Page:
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May 26, 2009

Followed the happenings in SF this morning via twitter, reading posts from 1struggle1fight (http://twitter.com/1Struggle1Fight) as they blocked the street and were arrested. It was a strange experience to read posts knowing that the poster would be arrested soon. The last post (presumably before the arrest) was a link to this picture:
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The girl in the middle is named Flik and is being arrested. I like it. I guess partly because she’s short with a long braid, reminding me of someone else… but also because she’s so very young, and willing to get arrested for what she believes. For the first time I find myself looking at events like this wanting to get protective of the ‘kids’ doing the protesting.
By all accounts the cops were being very good about everything (most officers there are gay), so I have no fears for the safety of Flik or any of the others arrested. Hope to hear from the twitterer (tweeter?) soon about how the time in jail went

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2 Comments leave one →
  1. Anonymous permalink
    May 27, 2009 4:25 am

    Youth…not so much….
    Though I admire the girls effort, I gotta say I am not in support of anyone under 18 getting arrested for nonviolent protest. Not because they are not worthy of those opinions but because youth correctional facilities are so heinous in their treatment of youth. Where as a jail/holding cell for 18+ its usually stamp the papers and get on with it sometimes charges are pressed, most of the time the charges are dropped. For youth, the correctional facility does not discriminate between a delinquent and someone who chooses civil disobedience and goes for the “scared straight tactic.” Don’t get me wrong, I am all for people standing up for the cause and getting arrested. I just think the treatment of youth does not match the “crime.” –Megan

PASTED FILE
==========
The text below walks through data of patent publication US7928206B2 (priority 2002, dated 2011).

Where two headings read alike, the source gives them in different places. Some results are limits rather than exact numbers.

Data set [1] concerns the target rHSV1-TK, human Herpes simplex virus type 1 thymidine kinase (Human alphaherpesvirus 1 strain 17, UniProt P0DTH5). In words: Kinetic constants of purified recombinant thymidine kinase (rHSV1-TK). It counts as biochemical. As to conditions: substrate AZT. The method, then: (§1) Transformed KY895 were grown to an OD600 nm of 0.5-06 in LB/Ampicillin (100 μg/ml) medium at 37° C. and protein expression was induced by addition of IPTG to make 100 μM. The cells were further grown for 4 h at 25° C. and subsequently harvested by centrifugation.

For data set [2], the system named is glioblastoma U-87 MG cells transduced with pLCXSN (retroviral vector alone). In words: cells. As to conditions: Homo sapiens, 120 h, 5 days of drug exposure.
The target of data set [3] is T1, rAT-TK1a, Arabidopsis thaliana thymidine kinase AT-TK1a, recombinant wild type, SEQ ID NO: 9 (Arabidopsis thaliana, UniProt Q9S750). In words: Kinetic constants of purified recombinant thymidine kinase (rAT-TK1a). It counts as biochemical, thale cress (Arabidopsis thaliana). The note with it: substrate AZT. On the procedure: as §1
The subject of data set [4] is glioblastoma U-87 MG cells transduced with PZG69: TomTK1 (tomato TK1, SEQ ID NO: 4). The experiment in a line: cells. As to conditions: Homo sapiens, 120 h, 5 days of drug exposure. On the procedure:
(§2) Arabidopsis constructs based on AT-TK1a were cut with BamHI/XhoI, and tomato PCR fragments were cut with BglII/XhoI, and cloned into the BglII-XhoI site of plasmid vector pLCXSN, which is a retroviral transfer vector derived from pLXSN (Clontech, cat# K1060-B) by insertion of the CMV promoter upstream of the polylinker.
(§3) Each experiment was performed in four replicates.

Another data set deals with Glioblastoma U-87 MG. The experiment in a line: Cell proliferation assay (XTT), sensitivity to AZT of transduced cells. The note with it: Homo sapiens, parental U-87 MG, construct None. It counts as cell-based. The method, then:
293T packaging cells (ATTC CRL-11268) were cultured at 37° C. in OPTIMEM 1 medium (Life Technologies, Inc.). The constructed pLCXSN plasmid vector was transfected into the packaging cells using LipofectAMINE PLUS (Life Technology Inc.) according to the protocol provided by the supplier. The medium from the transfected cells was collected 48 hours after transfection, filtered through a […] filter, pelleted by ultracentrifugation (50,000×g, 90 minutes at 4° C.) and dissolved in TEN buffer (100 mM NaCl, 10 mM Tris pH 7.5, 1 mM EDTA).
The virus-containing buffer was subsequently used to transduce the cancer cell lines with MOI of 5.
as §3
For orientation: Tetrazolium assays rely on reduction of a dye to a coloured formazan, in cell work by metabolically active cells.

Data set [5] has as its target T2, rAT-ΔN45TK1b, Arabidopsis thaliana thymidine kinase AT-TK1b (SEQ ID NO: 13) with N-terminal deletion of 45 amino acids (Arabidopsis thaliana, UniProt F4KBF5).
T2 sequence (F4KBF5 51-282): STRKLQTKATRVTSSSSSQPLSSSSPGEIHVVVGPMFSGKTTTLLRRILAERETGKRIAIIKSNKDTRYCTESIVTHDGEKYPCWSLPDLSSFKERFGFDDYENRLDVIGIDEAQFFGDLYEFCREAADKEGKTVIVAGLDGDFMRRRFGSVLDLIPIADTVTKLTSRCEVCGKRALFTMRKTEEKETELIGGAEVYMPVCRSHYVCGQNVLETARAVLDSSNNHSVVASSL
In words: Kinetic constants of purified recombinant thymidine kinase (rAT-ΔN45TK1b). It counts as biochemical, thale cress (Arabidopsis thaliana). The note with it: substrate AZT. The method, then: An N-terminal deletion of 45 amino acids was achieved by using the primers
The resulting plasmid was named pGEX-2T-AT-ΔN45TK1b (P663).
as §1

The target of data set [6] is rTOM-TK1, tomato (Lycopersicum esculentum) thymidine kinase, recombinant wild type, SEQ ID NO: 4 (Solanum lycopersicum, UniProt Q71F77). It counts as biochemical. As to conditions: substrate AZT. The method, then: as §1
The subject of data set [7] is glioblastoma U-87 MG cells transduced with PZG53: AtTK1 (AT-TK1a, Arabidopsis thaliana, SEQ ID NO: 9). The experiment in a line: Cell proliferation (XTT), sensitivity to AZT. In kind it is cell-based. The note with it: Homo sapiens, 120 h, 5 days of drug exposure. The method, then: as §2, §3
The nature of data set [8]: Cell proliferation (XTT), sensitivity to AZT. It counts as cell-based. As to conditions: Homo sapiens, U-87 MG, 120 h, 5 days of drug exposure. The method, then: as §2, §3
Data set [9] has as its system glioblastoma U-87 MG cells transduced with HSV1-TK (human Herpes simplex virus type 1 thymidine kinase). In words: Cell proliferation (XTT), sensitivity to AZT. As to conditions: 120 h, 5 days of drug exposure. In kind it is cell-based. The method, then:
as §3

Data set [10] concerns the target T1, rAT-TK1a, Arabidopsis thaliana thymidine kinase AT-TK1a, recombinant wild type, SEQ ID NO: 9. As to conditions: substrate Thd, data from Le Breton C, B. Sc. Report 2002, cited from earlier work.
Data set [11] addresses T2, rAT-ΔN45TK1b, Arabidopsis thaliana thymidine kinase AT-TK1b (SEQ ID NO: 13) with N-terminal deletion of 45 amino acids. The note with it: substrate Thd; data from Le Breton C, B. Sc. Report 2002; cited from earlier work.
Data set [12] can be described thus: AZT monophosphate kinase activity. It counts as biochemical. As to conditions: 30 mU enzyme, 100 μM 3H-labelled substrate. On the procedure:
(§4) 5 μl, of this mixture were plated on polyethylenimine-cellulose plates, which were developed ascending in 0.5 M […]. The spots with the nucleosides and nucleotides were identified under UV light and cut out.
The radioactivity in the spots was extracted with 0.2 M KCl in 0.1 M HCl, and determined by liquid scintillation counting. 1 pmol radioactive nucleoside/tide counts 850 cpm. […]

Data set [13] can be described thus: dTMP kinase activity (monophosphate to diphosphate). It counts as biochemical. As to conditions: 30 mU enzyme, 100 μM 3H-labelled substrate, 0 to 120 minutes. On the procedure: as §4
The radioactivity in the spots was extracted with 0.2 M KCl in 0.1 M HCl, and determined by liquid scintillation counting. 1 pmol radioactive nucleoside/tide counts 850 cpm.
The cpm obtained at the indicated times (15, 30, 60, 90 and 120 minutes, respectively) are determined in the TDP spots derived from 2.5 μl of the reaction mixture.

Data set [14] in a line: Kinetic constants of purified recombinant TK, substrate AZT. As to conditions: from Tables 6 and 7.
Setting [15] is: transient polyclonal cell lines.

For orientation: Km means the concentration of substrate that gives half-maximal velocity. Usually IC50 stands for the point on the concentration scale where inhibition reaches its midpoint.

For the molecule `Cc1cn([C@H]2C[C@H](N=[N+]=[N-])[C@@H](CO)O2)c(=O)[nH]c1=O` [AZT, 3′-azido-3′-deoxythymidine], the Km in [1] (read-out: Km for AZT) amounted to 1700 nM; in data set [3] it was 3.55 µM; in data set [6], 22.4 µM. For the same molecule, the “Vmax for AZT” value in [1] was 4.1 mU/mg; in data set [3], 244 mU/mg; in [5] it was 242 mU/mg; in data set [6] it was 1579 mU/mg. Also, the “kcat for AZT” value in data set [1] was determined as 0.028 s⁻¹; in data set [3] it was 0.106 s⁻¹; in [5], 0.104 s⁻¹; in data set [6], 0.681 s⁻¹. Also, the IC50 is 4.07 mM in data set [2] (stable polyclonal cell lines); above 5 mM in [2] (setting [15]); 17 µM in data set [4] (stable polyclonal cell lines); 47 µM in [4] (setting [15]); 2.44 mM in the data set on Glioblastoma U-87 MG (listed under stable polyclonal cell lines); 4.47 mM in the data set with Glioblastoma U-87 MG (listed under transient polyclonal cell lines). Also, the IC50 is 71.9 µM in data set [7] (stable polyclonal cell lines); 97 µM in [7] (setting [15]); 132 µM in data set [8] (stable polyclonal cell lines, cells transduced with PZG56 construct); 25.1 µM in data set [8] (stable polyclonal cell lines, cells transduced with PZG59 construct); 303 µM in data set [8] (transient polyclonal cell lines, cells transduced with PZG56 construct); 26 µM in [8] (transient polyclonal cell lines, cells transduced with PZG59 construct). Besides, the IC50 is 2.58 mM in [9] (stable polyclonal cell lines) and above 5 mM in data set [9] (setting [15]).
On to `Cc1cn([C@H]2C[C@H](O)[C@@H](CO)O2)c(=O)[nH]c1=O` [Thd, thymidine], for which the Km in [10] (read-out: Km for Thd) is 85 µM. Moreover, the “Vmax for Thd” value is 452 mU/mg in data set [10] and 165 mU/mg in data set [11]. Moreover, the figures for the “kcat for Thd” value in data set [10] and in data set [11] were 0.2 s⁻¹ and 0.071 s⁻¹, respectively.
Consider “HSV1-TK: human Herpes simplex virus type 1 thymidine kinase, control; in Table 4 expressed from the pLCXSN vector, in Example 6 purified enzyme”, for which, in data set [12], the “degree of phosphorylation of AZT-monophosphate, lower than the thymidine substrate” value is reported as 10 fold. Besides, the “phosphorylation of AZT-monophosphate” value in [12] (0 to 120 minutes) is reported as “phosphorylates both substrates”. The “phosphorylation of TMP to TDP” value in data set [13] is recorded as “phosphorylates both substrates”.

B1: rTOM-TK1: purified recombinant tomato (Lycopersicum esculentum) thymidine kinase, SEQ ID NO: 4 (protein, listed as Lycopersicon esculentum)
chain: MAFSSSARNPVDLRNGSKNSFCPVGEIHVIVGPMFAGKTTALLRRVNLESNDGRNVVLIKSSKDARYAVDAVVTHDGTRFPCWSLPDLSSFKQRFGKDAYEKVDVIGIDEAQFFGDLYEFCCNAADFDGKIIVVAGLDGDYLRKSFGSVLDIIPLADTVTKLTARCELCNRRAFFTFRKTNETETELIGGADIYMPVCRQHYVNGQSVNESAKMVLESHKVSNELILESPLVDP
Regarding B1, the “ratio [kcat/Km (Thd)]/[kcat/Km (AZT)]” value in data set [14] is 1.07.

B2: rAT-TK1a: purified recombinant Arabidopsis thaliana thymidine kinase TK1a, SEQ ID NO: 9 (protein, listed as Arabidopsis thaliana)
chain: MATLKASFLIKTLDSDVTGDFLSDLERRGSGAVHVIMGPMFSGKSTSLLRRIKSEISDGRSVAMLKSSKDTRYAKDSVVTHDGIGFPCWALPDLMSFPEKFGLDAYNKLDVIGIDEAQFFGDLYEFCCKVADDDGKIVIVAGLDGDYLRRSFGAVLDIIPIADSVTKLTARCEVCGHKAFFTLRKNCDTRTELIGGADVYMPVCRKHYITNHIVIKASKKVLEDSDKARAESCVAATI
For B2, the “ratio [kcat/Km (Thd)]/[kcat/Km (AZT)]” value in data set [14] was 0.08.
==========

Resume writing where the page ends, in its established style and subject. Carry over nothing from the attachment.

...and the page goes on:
2. May 27, 2009 7:27 am

    Re: Youth…not so much….
    Oh they were released in time to make the evening march, which they knew going into it. You don’t get sent to prison for blocking a street. Each got a couple of fines for various things, and sent on their way. Lawyers were already in line to represent them should it go differently, but there were no charges to press that involved jail time so it wasn’t really a worry.
    Of course it’d be different if they were lining up to get thrown in prison for a while. Then they’d be telling the kids to go away.

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